Changing your guitar strings can be one of the most gratifying experiences as a guitarist.
Your fingers instinctively know when it’s time to move on, and changing strings is like a breath of fresh air for your fingers, and breathes new life into your guitar’s sound.
Unfortunately, there is also that other side to the joy as well. Changing strings can be frustrating because it can cause fret (or string) buzz.
This article will focus on 5 ways you can fix fret buzz after changing your strings.
Is Fret Buzz Normal After Changing Strings?
If you’re more experienced with changing your guitar strings and maintaining your guitar, then chances are you won’t get any fret buzz, and should just be able to enjoy the sound of your new strings.
Fret buzz is not something you should normally expect when changing your strings with the same gauge and brand. Buzzing could be due to a change of string gauges, or an adjustment needed that was hidden with the old dull strings.
Having a guitar set with a low action will increase the chances that a string change will cause buzzing, but usually it’s easy and quick to fix.
Sometimes if you’ve gone from a very old set of strings to new ones they could buzz a little on the frets during the initial playing-in stage.
Let’s go into a bit more detail about how you can fix new string fret buzz.
1. Check the String Gauge and Type
Did you change the strings for the same gauge as the old strings?
Sometimes this is hard to know unless you know the original gauge the guitar came with, or put the last set on yourself. If you have a set of calipers you could go as far as measuring the old strings.
If your new strings are a heavier gauge you are unlikely to get extra fret buzz, but if you have fitted a lighter set there could be some adjustments needed on your guitar. I’ll talk more about this below.
Also you can get slightly different tension strings when using different types of strings. This can occur because of changes in the core of the string (inside the outer winding).
So even if you have used the same gauge, you may find another brand will be a little different, and some strings also feel softer to play, meaning they could move more when vibrating and cause some fret buzz.
2. Check the Nut
Lighter strings are obviously a bit thinner, and this means they could sit a little lower in the nut slots or rattle around in the old slots made for the larger strings. This rattle in the nut slot is not visible, but can make a string sound like it’s buzzing on a fret.
If you’re now getting fret buzz at the first fret, then your nut may need to be raised, the slots filled and filed again, or just replace the nut completely (usually the best option).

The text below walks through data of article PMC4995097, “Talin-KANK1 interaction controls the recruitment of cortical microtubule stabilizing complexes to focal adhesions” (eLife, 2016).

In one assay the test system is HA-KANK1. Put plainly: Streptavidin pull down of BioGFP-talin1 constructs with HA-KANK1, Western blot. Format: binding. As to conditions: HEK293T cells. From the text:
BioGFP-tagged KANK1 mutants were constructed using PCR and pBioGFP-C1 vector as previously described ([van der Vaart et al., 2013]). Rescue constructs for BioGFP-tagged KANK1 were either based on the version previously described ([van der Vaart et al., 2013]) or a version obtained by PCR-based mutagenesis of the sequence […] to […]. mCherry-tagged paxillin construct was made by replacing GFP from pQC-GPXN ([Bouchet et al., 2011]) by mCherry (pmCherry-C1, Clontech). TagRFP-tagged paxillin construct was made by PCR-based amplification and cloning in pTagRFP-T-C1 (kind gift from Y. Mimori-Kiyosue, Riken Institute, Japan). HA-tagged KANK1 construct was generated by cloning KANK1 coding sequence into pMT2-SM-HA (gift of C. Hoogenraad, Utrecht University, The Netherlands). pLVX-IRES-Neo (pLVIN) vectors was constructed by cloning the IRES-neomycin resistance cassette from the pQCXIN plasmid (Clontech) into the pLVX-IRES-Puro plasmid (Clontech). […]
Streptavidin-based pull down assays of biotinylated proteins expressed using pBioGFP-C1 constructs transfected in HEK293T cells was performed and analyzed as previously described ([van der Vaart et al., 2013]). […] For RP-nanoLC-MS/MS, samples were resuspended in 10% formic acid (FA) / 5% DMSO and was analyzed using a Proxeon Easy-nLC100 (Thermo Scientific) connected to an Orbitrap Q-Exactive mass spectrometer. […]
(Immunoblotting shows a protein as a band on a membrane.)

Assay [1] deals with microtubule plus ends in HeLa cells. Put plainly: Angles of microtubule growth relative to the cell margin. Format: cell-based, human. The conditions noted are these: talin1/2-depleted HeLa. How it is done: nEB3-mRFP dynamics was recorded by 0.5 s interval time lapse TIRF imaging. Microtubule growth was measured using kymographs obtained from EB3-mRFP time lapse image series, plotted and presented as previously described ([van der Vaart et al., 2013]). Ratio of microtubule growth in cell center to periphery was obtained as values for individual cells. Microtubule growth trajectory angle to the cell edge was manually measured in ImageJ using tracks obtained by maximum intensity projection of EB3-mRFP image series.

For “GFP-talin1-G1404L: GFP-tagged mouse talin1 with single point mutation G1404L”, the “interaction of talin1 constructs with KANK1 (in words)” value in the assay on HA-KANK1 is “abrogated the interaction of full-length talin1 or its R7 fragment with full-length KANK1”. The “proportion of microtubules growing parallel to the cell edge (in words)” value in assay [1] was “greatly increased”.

One quick way to check for the correct nut slot height is to hold each string at the third fret, and check that there is a small gap between the string and first fret. If any of the strings touches the fret, then you will get fret buzz when you play open strings.
3. Adjust the Neck Relief
Lighter strings have less tension, and this can mean the truss rod is pulling the neck backwards too much which makes the neck too straight. This can cause buzzing around the center of the neck.
To check the neck relief, put a capo on the first fret, and hold the low E string down at a high fret, and you should see a gap at the 8th fret large enough for a business card between the string and the fret.
Make sure you hold the guitar in the playing position when you check this, and the strings are tuned up to pitch.
If the gap is too small, then use a tool to loosen the truss rod slightly. Just note that the neck may further settle over the next day.
If you took off the old strings and left your guitar unstrung for a week or more, your neck may have shifted a little, so allow some settling time when you tune back up with the new strings.
4. Check the Bridge or Saddle Height
This is easily done on an electric guitar as there are screws that allow you to easily change the height of the strings.
If your nut and neck relief are set correctly and you are still getting fret buzz with your new strings, then possibly the action is set too low at the bridge.
Acoustic guitars are harder to adjust, and a saddle that is too low will need to be replaced with a new saddle.
Different playing styles can dictate slightly different action settings for your bridge, so the following is just a rough guide.
- The average acoustic guitar is set up with 0.10” (2.5mm) action on the low E string at the 12th fret, and 0.08” (2mm) for the high E string.
- An average electric guitar is set up with 0.09” (2.3mm) action on the low E string at the 12th fret, and 0.06” (1.6mm) for the high E string.
The harder you strum or pick the strings, the more they vibrate and the more likely they are to cause fret buzz with low action.
5. Check for High Frets
If you’re still getting fret buzz with your new strings after checking the previous issue, then it’s possible that you have a worn fret or high fret.
Sometimes fitting a new set of strings settles your neck slightly different to before, and there may have been a fret that was on the verge of causing buzzing that is now clearly heard.
New strings can have more treble when new, and you could even find a little fret buzz will disappear as the string tone evens out with some playing.
If buzzing is only heard at one or two places on the neck, check if the crown of the next lowest fret appears worn down flat.
You can also use a fret rocker to see if you have uneven frets at that point.
Sometimes you can file a fret slightly to fix the problem, but otherwise you may need a guitar tech to do a fret level and dress to get your guitar sounding great again.